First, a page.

Dming Tips: Hosting a One Off

Hello everyone! Before starting my topic a big shout out to Jon for reading most of my posts, commenting on most, and continuing the conversations :). Comments and feedback is what makes blogging fun, so thanks man!

Right, so today I am going to discuss how to approach DMing a One off adventure, from the perspective of a new DM. Thanks to Mickey Panda for yet another excellent topic idea!

One important thing you have decided, which will make you DMing job much easier, is the time frame for your adventure, a one off. This means the adventure, and therefore story arc, should be completed within a single session.

Before going further you now need to decide what is your time frame for this one off? Is a weekend marathon, an 5 hour session, a lengthy 12 hour session in a single night?

You also need to think who will be playing in your group. Often when I DM one offs is have a group of mixed ages, with a trend towards inexperience with roleplaying. This then effects what I plan for my adventure.

Finally, you need to think what is your goal for this adventure. Is it to give you and your friends a taste of D&D? Is it to experiment with a specific genre?

One of my best friends, Logan, remembers his favorite time playing D&D as a one off I did in celebration of Halloween. The party explored a haunted plantation, with many of the party members dying in a gory manner by various horror tropes. The party entered into the game presuming that death loomed around the corner, and so they just had a great time with this. Even for experienced parties one offs can be a nice break to try something new, or even give someone a chance to try DMing without the commitment of a full campaign.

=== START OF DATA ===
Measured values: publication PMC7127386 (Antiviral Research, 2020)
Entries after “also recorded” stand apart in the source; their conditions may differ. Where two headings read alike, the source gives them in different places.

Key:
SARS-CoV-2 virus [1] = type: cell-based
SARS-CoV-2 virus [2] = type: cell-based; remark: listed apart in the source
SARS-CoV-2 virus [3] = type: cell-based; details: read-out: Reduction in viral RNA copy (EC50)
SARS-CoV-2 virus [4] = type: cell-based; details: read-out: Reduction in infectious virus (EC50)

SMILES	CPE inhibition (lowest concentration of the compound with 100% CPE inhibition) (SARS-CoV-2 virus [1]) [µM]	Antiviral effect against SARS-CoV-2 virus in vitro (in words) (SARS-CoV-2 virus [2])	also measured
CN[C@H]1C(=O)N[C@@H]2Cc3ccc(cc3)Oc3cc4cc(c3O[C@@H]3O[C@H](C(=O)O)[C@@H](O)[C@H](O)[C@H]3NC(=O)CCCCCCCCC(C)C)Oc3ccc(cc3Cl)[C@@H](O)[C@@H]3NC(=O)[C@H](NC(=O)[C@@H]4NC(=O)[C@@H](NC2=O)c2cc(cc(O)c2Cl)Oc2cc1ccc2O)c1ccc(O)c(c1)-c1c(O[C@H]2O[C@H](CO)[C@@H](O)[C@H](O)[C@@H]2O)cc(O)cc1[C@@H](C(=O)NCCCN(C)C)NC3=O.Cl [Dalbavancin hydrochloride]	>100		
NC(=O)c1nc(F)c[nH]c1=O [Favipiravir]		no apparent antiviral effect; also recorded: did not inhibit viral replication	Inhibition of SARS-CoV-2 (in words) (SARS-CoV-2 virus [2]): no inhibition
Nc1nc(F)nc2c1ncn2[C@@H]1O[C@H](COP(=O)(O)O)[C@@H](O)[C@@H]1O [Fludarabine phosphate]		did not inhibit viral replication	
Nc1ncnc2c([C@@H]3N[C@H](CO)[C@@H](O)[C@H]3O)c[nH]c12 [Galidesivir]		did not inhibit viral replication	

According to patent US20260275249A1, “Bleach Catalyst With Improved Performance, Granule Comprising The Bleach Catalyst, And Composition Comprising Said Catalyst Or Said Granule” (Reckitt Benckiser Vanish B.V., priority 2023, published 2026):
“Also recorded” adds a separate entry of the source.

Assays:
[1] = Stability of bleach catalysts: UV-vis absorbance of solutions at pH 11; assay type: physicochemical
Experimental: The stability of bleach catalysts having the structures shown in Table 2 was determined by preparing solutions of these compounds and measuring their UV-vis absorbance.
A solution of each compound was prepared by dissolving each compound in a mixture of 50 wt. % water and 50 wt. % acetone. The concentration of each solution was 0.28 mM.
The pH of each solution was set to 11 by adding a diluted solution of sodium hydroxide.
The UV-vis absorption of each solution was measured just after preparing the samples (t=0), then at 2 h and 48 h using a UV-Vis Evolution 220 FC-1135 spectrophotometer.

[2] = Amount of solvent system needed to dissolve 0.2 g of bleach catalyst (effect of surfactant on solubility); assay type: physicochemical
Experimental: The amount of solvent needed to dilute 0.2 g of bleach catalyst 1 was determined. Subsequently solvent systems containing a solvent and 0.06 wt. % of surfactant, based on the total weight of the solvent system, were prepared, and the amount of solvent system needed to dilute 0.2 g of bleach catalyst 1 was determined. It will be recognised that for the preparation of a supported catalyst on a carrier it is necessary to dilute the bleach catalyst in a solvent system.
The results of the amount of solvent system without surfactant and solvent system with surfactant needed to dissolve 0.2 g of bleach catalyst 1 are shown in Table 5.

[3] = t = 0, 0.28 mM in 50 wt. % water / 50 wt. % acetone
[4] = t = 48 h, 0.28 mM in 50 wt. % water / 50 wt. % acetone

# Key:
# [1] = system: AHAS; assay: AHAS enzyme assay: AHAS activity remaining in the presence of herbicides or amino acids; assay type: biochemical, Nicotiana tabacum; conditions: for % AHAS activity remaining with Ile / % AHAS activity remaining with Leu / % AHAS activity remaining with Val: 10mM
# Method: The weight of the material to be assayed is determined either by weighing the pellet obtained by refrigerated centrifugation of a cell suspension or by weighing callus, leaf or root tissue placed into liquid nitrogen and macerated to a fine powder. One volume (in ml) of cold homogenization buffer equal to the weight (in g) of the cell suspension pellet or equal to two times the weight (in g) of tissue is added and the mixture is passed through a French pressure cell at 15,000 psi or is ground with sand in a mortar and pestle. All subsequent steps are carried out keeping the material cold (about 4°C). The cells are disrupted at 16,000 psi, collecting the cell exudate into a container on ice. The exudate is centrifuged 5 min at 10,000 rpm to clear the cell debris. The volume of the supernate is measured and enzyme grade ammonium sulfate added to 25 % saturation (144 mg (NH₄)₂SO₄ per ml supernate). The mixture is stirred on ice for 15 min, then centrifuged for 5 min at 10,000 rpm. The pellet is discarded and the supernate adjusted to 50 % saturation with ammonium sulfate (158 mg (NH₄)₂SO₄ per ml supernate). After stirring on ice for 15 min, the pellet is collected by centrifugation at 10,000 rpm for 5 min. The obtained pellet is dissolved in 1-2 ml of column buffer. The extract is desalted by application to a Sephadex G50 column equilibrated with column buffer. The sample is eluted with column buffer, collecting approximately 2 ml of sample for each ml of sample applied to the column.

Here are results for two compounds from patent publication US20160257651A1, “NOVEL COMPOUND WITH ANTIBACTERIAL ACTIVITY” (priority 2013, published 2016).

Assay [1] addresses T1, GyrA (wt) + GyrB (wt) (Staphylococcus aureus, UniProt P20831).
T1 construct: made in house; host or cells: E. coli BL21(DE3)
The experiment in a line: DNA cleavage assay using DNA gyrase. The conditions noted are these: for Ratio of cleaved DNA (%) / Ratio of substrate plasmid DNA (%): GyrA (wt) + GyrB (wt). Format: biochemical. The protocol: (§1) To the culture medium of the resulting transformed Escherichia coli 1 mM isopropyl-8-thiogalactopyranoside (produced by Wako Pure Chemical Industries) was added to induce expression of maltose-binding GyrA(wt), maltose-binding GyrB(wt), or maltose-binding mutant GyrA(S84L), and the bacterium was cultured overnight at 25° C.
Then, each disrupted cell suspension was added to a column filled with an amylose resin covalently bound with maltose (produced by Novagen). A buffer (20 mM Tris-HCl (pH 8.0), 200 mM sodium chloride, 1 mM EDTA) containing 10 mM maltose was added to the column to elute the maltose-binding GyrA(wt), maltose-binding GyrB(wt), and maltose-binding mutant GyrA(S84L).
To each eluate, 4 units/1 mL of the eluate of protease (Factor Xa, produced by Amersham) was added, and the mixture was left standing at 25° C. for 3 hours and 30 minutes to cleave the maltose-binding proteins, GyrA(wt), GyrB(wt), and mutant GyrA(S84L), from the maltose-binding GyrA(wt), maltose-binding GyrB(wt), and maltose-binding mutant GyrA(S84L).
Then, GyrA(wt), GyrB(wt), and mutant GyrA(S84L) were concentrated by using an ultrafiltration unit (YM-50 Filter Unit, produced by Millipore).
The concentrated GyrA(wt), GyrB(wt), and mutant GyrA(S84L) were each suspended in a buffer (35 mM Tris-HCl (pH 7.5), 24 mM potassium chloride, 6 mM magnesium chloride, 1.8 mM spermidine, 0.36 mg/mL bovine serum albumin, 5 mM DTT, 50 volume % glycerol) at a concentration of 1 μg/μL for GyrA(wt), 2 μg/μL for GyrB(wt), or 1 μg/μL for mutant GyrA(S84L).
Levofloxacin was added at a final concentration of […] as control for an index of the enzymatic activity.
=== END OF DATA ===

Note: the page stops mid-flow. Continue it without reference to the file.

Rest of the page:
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Since I have talked to Mickey a bit I am going to make a presumption that she is considering dipping her toes into the D&D world, and has been drafted as a DM. First of all, good for you! DMing is the hardest, but also most rewarding job in D&D.

One thing I would consider is buying the starter box for what ever D&D edition you are considering. These boxes often have most of the rules, dice, some premade characters, and a simple yet fun beginning adventure created to be played in about a session.

The one in the third edition box looked something like this:

Adventure Begins

These starter boxes are a great way to start, as they are much cheaper then the Players Handbook and Monster Manual. If you decide D&D isn’t for you then you haven’t spent too much money.

The issue with this method is that these starter boxes often are not useful once you begin playing more. Players will want to make their own characters, and you will want to expand beyond the basic dungeon.

If you already have a strong suspicion that you will like D&D and want to continue with it then I would instead start with the Player’s Handbook and Monster Manual. From there you can begin planning your one off.

Keeping in mind your time frame I think on average most one offs will only have roughly 3-5 combat encounters, 1-2 social, and maybe 1 trap. This is enough content that gives you a feel for the game, but is still doable in a short time frame.

Using this formula, you can then begin to think about the story for your adventure. I can’t give many more specifics without knowing your exact time frame and style (horror, adventure, dungeons, wilderness, ect.). I will leave you with these last few tips.